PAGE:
Graphene is commonly considered a zero-gap semiconductor with a Dirac-like band dispersion at the K and K′ points of the Brillouin zone. Yet, at low temperature, the spin–orbit interaction should open a tiny bandgap in the bulk. Only the sample edges would then hold spin-polarized bands connecting the electron bands at K with the hole bands at K′ and vice versa. Sichau et al. now provide experimental evidence for this predicted topologically non-trivial state of graphene.
The researchers produce a graphene device that minimizes sources of extrinsic spin–orbit coupling. Then they measure the sample resistance as a function of applied microwave excitation frequency in a magnetic field. In this electron spin resonance (ESR) experiment, the resonant microwave excitation of transitions that couple carriers of opposite spin changes the sample resistance. At zero magnetic field, no transition is allowed, but at higher field, Sichau et al. detect two ESR lines. The frequency difference between these lines corresponds to the energy gap (42.2 μeV) induced by the spin–orbit coupling, in agreement with some of the earlier theoretical predictions.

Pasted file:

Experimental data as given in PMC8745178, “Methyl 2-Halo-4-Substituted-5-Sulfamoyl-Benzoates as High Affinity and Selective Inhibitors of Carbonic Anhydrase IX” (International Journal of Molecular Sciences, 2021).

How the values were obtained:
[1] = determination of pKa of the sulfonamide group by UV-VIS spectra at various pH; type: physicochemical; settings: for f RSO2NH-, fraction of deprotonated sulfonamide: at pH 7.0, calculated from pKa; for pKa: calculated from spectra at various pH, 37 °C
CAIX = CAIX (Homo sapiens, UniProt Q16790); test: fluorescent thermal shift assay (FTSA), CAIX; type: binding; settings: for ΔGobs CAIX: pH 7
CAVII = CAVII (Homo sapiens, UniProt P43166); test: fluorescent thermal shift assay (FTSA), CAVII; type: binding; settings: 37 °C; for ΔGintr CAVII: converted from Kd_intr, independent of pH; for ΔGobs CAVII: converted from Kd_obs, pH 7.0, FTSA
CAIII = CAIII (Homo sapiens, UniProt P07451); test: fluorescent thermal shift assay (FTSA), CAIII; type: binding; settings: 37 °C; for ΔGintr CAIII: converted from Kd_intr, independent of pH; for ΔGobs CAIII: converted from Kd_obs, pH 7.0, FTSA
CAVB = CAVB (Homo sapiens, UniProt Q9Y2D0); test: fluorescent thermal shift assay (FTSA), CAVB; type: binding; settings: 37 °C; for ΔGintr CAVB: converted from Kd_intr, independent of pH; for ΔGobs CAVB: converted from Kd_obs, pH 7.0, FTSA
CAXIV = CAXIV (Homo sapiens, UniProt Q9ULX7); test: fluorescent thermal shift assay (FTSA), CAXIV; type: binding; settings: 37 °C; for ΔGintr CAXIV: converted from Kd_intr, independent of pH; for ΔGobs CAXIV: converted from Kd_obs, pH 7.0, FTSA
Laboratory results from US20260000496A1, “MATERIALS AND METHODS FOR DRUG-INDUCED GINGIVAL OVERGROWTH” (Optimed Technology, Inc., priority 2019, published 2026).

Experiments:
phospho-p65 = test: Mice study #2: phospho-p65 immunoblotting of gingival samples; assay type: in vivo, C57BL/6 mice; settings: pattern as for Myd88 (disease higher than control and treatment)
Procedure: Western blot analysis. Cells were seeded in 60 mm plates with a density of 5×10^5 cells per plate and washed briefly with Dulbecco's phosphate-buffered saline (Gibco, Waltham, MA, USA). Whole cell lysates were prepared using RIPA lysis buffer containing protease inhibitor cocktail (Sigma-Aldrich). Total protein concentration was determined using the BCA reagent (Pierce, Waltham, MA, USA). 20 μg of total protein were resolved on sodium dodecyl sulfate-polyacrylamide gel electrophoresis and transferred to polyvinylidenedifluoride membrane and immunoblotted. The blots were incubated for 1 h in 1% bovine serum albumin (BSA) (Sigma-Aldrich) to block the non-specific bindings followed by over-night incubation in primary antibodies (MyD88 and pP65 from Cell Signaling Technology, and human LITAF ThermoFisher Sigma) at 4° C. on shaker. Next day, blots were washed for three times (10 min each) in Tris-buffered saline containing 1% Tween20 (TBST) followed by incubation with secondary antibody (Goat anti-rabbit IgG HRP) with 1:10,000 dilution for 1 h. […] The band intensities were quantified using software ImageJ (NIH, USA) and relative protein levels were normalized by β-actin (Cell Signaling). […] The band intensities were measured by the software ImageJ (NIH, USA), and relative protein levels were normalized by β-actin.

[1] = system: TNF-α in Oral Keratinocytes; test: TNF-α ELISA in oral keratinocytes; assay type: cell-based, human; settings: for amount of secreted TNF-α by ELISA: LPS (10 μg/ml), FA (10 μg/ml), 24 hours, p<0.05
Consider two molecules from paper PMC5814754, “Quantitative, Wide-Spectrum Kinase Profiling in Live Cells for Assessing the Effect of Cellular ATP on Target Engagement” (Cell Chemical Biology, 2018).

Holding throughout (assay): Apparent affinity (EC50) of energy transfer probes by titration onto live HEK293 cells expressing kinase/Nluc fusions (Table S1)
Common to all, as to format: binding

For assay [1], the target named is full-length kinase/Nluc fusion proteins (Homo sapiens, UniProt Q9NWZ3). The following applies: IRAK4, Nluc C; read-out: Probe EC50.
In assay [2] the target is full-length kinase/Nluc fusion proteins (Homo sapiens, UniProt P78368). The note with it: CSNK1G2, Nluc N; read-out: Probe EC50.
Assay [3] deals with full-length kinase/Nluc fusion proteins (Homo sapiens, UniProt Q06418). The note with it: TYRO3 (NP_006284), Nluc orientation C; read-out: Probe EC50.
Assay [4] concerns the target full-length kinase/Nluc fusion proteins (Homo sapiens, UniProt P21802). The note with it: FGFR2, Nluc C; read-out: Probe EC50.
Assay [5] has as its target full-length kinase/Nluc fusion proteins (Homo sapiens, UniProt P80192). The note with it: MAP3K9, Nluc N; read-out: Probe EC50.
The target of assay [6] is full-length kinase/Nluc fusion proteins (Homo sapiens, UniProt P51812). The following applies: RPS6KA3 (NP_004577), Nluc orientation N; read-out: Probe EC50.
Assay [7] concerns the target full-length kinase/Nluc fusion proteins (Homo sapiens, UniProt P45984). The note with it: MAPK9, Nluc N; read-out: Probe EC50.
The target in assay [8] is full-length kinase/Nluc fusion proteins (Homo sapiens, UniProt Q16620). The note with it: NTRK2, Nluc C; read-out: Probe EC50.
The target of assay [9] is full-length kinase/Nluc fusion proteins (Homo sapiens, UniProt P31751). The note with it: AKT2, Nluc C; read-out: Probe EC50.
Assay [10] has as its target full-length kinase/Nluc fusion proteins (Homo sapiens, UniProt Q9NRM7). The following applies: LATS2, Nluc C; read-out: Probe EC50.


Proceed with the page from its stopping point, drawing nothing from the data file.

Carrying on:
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Heinrich, B. A spin–orbit gap in graphene. Nat. Nanotechnol. 14, 194 (2019). https://doi.org/10.1038/s41565-019-0409-y